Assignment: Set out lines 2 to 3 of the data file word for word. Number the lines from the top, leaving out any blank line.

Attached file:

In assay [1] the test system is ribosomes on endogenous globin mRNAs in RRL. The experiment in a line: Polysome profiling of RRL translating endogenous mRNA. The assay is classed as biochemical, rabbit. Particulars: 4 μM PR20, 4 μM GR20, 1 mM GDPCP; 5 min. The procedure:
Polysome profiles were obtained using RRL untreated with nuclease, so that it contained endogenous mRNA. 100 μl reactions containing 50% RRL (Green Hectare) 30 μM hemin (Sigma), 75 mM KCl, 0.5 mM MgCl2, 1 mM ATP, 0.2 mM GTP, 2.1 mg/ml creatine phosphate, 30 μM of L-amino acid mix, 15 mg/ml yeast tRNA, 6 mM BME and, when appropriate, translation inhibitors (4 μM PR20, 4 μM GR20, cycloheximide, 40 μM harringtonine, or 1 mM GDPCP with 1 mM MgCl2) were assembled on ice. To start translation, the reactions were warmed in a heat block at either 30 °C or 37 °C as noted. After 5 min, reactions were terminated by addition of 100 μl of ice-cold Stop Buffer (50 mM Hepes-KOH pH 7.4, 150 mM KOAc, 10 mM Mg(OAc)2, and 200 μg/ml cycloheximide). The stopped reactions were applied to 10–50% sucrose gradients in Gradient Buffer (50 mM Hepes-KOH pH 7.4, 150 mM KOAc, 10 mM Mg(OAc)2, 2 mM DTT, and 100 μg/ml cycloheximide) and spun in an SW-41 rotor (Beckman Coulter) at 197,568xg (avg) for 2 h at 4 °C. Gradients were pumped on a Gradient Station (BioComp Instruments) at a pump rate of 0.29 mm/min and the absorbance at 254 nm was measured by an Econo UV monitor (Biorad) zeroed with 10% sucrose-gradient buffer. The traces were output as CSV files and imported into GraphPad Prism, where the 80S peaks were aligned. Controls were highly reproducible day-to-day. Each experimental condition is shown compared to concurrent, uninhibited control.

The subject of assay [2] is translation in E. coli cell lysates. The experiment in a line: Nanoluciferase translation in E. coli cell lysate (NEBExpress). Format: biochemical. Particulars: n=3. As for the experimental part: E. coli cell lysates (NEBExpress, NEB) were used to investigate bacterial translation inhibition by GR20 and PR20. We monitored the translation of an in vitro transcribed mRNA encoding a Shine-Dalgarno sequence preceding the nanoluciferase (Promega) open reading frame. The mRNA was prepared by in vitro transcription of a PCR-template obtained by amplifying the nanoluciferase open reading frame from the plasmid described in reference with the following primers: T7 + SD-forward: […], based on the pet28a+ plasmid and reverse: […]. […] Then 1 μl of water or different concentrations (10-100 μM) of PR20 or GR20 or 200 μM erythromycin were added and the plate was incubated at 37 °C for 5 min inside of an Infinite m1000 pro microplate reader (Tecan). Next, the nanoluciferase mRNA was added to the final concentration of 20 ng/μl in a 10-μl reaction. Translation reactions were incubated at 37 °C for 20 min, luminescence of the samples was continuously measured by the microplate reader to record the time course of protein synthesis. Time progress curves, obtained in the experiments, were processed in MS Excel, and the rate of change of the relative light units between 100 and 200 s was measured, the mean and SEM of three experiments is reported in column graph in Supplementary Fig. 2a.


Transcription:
Polysome profiles were obtained using RRL untreated with nuclease, so that it contained endogenous mRNA. 100 μl reactions containing 50% RRL (Green Hectare) 30 μM hemin (Sigma), 75 mM KCl, 0.5 mM MgCl2, 1 mM ATP, 0.2 mM GTP, 2.1 mg/ml creatine phosphate, 30 μM of L-amino acid mix, 15 mg/ml yeast tRNA, 6 mM BME and, when appropriate, translation inhibitors (4 μM PR20, 4 μM GR20, cycloheximide, 40 μM harringtonine, or 1 mM GDPCP with 1 mM MgCl2) were assembled on ice. To start translation, the reactions were warmed in a heat block at either 30 °C or 37 °C as noted. After 5 min, reactions were terminated by addition of 100 μl of ice-cold Stop Buffer (50 mM Hepes-KOH pH 7.4, 150 mM KOAc, 10 mM Mg(OAc)2, and 200 μg/ml cycloheximide). The stopped reactions were applied to 10–50% sucrose gradients in Gradient Buffer (50 mM Hepes-KOH pH 7.4, 150 mM KOAc, 10 mM Mg(OAc)2, 2 mM DTT, and 100 μg/ml cycloheximide) and spun in an SW-41 rotor (Beckman Coulter) at 197,568xg (avg) for 2 h at 4 °C. Gradients were pumped on a Gradient Station (BioComp Instruments) at a pump rate of 0.29 mm/min and the absorbance at 254 nm was measured by an Econo UV monitor (Biorad) zeroed with 10% sucrose-gradient buffer. The traces were output as CSV files and imported into GraphPad Prism, where the 80S peaks were aligned. Controls were highly reproducible day-to-day. Each experimental condition is shown compared to concurrent, uninhibited control.

The subject of assay [2] is translation in E. coli cell lysates. The experiment in a line: Nanoluciferase translation in E. coli cell lysate (NEBExpress). Format: biochemical. Particulars: n=3. As for the experimental part: E. coli cell lysates (NEBExpress, NEB) were used to investigate bacterial translation inhibition by GR20 and PR20. We monitored the translation of an in vitro transcribed mRNA encoding a Shine-Dalgarno sequence preceding the nanoluciferase (Promega) open reading frame. The mRNA was prepared by in vitro transcription of a PCR-template obtained by amplifying the nanoluciferase open reading frame from the plasmid described in reference with the following primers: T7 + SD-forward: […], based on the pet28a+ plasmid and reverse: […]. […] Then 1 μl of water or different concentrations (10-100 μM) of PR20 or GR20 or 200 μM erythromycin were added and the plate was incubated at 37 °C for 5 min inside of an Infinite m1000 pro microplate reader (Tecan). Next, the nanoluciferase mRNA was added to the final concentration of 20 ng/μl in a 10-μl reaction. Translation reactions were incubated at 37 °C for 20 min, luminescence of the samples was continuously measured by the microplate reader to record the time course of protein synthesis. Time progress curves, obtained in the experiments, were processed in MS Excel, and the rate of change of the relative light units between 100 and 200 s was measured, the mean and SEM of three experiments is reported in column graph in Supplementary Fig. 2a.